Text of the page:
Who cares what the reason is that people in SF are getting sick more often? Just so long as they are. If any population deserves to be Darwin'd out of the world, it's them.
You ask "So why isn't there more of a push for this clean, affordable, safe and inexhaustible source of electricity?"
The answer is, because it still costs a fortune to buy and have installed. That's why. And companies that offer to install them "for free" and want an on-going monthly payment for reducing the cost of your electricity have deals that provide themselves almost all of the benefit and leave the risk to the home owners.
Perhaps the idiots in government that want to spend billions on their union friends should install collectors on roofs and either come up with reasonable terms for repayment from realized savings, or even give them away to play one of their global-warming / carbon credit cards in a way that really helps the people?
For $10 billion in Keynesian spending, they can install 1 million systems (at $10K average each).
No, that's not what people are doing. For many years science reported time and time again of the link between mercury preservatives and autism. People with disabled children are desperate to understand why their child is affected and the link, from authoritative sources, seems to make sense. Science created this problem with the false reports, published in respected journals, and supported by numerous other studies over the years. Then suddenly the original reports are discredited as the work of a liar and a cheat and all of the people that read those reports over time are supposed to change their minds? No way.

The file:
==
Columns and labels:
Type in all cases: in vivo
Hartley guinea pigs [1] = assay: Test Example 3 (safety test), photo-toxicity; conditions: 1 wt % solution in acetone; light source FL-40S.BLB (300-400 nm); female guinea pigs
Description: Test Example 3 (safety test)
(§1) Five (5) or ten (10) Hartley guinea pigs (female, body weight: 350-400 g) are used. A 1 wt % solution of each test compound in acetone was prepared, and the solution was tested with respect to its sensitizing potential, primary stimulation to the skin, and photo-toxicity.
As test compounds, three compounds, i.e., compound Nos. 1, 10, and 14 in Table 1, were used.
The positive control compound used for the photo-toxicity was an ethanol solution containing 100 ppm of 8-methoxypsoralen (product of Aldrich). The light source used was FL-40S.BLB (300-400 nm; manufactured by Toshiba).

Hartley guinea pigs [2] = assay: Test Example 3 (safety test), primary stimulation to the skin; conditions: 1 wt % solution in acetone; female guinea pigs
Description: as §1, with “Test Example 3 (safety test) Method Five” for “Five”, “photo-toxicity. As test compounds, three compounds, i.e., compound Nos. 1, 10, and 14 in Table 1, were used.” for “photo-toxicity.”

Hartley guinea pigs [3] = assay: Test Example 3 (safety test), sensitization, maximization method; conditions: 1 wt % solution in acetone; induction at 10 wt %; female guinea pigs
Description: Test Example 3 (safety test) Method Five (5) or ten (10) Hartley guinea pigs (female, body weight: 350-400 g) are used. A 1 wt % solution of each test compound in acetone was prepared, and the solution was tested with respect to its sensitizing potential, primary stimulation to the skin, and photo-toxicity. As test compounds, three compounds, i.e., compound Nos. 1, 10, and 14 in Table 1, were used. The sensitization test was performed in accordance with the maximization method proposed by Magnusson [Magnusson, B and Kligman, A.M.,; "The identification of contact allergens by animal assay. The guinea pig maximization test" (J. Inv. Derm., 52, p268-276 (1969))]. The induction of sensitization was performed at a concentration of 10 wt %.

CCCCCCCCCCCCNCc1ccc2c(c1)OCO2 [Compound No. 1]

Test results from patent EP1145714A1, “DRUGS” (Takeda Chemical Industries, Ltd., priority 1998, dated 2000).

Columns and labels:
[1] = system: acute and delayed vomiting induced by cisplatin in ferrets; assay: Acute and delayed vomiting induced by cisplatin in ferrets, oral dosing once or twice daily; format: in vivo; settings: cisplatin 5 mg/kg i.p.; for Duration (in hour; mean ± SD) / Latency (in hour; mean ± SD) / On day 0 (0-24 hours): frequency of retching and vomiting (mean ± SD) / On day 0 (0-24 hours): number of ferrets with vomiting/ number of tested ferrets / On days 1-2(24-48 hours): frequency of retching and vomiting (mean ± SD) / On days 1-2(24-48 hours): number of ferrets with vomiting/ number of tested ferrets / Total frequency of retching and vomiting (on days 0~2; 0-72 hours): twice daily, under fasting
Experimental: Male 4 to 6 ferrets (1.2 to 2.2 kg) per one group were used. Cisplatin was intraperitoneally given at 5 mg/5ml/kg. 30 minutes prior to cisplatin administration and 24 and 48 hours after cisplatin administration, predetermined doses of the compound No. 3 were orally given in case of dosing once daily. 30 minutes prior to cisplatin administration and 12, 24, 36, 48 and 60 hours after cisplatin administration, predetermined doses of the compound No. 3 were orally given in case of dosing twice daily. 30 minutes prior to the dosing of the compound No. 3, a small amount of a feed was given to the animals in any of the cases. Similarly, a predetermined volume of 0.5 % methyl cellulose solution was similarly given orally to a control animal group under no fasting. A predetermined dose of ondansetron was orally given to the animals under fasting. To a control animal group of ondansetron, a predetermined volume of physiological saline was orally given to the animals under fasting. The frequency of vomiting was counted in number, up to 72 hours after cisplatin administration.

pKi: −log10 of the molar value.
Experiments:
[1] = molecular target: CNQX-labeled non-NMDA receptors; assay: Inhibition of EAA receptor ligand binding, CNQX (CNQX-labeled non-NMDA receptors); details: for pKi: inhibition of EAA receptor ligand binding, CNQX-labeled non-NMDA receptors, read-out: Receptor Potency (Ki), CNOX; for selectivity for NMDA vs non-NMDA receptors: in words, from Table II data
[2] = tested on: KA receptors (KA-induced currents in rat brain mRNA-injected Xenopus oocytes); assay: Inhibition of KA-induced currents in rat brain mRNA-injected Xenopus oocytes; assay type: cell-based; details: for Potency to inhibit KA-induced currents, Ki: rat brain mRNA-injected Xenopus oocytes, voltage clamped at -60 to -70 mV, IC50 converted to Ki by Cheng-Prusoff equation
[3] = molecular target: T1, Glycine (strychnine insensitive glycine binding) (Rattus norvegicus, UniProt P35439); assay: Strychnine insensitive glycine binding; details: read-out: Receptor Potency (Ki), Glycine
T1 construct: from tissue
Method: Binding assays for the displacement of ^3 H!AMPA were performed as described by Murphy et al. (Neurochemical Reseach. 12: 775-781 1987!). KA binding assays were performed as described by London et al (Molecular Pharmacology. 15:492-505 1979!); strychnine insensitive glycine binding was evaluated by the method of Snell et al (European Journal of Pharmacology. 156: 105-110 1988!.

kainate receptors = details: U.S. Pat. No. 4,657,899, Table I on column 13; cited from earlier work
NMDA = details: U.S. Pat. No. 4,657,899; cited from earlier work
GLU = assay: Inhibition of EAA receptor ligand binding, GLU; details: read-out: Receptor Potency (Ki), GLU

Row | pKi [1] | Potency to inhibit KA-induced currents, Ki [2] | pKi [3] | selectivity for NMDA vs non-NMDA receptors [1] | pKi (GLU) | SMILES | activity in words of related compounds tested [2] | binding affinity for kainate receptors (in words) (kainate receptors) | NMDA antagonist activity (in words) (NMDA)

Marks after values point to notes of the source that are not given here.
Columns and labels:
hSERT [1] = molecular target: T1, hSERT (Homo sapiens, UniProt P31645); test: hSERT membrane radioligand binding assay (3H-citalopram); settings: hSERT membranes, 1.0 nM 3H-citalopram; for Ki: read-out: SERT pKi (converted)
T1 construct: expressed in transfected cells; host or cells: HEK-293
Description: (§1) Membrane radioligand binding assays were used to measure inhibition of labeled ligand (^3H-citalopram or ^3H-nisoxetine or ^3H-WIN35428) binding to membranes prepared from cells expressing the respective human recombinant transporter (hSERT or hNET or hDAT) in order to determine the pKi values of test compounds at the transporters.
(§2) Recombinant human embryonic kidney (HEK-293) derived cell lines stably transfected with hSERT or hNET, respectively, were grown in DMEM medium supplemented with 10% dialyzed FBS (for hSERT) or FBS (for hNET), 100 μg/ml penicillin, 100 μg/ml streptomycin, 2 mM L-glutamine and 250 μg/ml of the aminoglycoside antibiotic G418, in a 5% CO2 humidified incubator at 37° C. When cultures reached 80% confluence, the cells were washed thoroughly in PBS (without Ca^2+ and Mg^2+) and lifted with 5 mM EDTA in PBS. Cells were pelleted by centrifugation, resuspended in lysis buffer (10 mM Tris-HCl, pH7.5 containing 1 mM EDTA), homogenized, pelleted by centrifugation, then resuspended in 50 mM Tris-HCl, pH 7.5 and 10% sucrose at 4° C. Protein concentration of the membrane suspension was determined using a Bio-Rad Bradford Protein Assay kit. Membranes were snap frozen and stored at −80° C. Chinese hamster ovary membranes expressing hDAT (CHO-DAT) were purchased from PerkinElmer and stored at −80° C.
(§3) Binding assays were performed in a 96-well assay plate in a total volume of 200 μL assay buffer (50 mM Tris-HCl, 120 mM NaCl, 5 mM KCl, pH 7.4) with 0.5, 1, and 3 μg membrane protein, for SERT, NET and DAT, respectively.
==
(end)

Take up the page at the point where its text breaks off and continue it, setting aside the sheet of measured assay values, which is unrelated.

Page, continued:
I've discussed this with university educators as recently as four years ago that were fully convinced of the relationship between autism and vaccination and who marked my daughter's reports down when her writing questioned that link.
It's going to take years to undo the harm done by the original and follow up reports. Public perceptions of risks and benefits are not objective. And right now there is little epidemic consequence to not having vaccinations. But when enough people are no longer covered, and kids start dying from polio, whooping cough, and other formerly controlled problems, the fault is all going to rest with those that wrote and published the lies about the relationship.
The false claims made by scientists and reported by scientific publications are totally to blame for the confusion that has flowed down into the general population and into their representatives about the dangers of vaccines as related to autism. It will take years to eliminate and probably thousands of people (mostly children) will suffer needlessly as a result.
Sadly, scientists are too often caught up in the fun of following trends like this and pitching into issues in which they are not directly involved so that the thing snowballs. Perhaps it's an attempt to look smart or appear involved in these latest trends as some kind of ego thing. I don't know.
But the backlash seen about the lies put forward by scientists regarding vaccinations should be a clarion call to all scientists about making extravagent claims that exceed the bounds of the tests performed.